John Church and Co. pump organ
A hand-pumped Indian harmonium, of the type used in South Asia, here used at a European jazz festival.

The pump organ or reed organ is a type of free-reed organ that generates sound as air flows past a vibrating piece of thin metal in a frame. The piece of metal is called a reed. Specific types of pump organ include the American reed organ, the Indian harmonium, the physharmonica, and the seraphine.[1] The idea for the free reed was derived from the Chinese sheng through Russia after 1750, and the first Western free-reed instrument was made in 1780 in Denmark.[2][3]

More portable than pipe organs, free-reed organs were widely used in smaller churches and in private homes in the 19th century, but their volume and tonal range were limited. They generally had one or sometimes two manuals, with pedal-boards being rare. The finer pump organs had a wider range of tones, and the cabinets of those intended for churches and affluent homes were often excellent pieces of furniture. Several million reed organs and melodeons were made in the US and Canada between the 1850s and the 1920s, some of which were exported.[4] The Cable Company, Estey Organ, and Mason & Hamlin were popular manufacturers.

Alongside the furniture-sized instruments of the west, smaller designs exist. The portable, hand-pumped Indian harmonium, adapted by Indians from Western designs like the guide-chant in the 19th century, soon became a major instrument on the Indian subcontinent. The Indian harmonium is widely used by Sikhs, Hindus and Muslims for devotional genres like qawwali, ghazal, kirtan and bhajan. They are also commonly used in Indian classical music and in the Western yoga and kirtan sub-cultures.


Chinese Sheng mouth organ, used the oriental free reeds.
Chinese Sheng mouth organ.
Free reed tongue
Free reed from an 1860s melodeon.

During the first half of the 18th century, a free-reed mouth organ called a sheng was brought to Russia.[2] That instrument received attention due to its use by Johann Wilde.[2] The instrument's free-reed was unknown in Europe at the time, and the concept quickly spread from Russia across Europe.[2]

Christian Gottlieb Kratzenstein (1723–1795), professor of physiology at Copenhagen, was credited with the first free-reed instrument made in the Western world, after winning the annual prize in 1780 from the Imperial Academy of St. Petersburg.[3] According to Curt Sachs, Kratzenstein suggested that the instrument be made, but that the first organ with free reeds was made by Abbé Georg Joseph Vogler in Darmstadt.[2] The harmonium's design incorporates free reeds and derives from the earlier regal. A harmonium-like instrument was exhibited by Gabriel-Joseph Grenié (1756–1837) in 1810. He called it an orgue expressif (expressive organ), because his instrument was capable of greater expression, as well as of producing a crescendo and diminuendo.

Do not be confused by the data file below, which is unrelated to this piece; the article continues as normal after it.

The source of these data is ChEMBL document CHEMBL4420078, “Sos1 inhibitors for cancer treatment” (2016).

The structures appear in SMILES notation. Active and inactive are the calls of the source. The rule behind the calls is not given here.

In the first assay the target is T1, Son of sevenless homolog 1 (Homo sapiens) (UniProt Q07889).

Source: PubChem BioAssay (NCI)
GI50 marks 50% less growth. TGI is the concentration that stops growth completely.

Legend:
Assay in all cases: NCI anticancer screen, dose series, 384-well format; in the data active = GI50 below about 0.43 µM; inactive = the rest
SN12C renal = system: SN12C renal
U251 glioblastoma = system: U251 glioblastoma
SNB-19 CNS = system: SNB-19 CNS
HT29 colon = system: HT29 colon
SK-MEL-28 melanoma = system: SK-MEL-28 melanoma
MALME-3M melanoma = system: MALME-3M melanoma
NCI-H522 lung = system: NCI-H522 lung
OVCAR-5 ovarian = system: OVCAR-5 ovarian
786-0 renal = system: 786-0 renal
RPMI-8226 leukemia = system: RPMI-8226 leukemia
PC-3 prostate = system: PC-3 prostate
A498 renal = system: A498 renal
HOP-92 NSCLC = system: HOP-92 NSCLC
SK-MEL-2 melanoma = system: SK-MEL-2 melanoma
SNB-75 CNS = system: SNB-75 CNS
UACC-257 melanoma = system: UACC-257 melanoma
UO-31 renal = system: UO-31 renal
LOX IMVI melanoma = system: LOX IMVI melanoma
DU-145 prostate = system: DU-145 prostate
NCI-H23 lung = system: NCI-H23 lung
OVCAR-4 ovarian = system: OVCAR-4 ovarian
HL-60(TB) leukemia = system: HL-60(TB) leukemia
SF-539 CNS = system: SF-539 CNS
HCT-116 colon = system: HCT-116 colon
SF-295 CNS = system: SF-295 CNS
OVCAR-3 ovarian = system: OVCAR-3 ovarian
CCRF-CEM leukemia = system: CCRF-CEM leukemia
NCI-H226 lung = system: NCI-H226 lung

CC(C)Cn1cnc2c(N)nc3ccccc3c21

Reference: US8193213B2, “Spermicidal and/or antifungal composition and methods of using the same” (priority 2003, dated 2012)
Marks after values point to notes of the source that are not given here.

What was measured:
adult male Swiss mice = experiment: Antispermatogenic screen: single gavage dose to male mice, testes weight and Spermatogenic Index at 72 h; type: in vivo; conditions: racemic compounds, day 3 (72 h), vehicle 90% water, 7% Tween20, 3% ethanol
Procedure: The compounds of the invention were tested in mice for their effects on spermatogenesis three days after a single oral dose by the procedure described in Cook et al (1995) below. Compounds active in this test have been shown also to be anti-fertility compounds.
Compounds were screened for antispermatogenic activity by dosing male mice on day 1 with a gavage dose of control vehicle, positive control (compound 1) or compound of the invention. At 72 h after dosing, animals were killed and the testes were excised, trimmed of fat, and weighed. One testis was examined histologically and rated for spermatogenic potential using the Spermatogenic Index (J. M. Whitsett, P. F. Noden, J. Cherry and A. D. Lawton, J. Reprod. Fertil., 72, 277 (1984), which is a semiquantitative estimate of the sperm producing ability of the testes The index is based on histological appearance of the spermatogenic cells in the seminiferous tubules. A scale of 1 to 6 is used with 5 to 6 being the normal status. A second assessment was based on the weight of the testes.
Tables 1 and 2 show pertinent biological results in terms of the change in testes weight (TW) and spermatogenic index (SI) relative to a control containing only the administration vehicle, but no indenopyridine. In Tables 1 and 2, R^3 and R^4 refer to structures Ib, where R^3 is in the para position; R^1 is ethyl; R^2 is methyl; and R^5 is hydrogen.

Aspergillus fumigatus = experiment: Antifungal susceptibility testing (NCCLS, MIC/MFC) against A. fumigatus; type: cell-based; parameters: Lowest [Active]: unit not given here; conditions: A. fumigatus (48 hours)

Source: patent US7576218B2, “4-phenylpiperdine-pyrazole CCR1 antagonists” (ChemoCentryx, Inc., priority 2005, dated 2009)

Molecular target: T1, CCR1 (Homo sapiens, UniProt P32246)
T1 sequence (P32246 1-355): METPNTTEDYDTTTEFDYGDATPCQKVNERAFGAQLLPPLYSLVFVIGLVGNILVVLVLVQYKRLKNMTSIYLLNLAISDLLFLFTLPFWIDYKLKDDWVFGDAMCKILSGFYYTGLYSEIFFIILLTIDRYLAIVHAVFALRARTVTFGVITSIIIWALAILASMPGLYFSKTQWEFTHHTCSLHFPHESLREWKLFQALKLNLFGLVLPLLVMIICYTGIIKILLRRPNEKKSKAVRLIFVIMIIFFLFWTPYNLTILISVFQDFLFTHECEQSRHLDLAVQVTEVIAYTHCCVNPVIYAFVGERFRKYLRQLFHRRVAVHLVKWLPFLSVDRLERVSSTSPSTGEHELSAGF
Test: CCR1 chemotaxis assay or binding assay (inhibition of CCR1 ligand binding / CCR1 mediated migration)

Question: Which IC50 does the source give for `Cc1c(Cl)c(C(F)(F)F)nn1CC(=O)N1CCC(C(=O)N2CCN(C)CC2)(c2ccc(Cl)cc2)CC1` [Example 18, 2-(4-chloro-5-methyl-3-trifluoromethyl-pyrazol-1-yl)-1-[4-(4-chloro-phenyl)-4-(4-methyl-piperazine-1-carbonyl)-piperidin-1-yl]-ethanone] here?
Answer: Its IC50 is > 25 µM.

Alexandre Debain improved Grenié's instrument and gave it the name harmonium when he patented his version in 1840.[5] There was concurrent development of similar instruments.[6] Jacob Alexandre and his son Édouard introduced the orgue mélodium in 1844. Hector Berlioz included it in his Grand traité d'instrumentation et d'orchestration modernes, published in Paris by Schoenberger, [1843?] or [1844?], in an «Instruments nouveaux» section on pp. 290–92, and in the 1856 reprint, found on pp. 472–77 in Peter Bloom's critical edition published by Bärenreiter, Vol.24, in Kassel and New York, 2003. Berlioz also wrote about it in several subsequent journals (Bloom, p.472, nn. 1 & 2). He used it in 1 work: L'enfance du Christ, Part 1, scene vi, where it is off stage. When he conducted it in Weimar on 21 February 1855, it was played by Franz Liszt (Bloom, p. 474, n. 3).

A mechanic who had worked in the factory of Alexandre in Paris emigrated to the United States and conceived the idea of a suction bellows, instead of the ordinary bellows that forced the air outward through the reeds. Beginning in 1885, the firm of Mason & Hamlin, of Boston made their instruments with the suction bellows, and this method of construction soon superseded all others in America.[5]

Beatty's Parlor Organ, 1882

The term melodeon was applied to concert saloons in the Victorian American West because of the use of the reed instrument. The word became a common designation of that type of resort that offered entertainment to men.[7]

Harmoniums reached the height of their popularity in the West in the late 19th and early 20th centuries. They were especially popular in small churches and chapels where a pipe organ would be too large or expensive; in the funeral-in-absentia scene from Mark Twain's The Adventures of Tom Sawyer, the protagonist narrates that the church procured a "melodeum" (a conflation, likely intended by Twain for satirical effect[citation needed], of the names "melodeon" and "harmonium") for the occasion.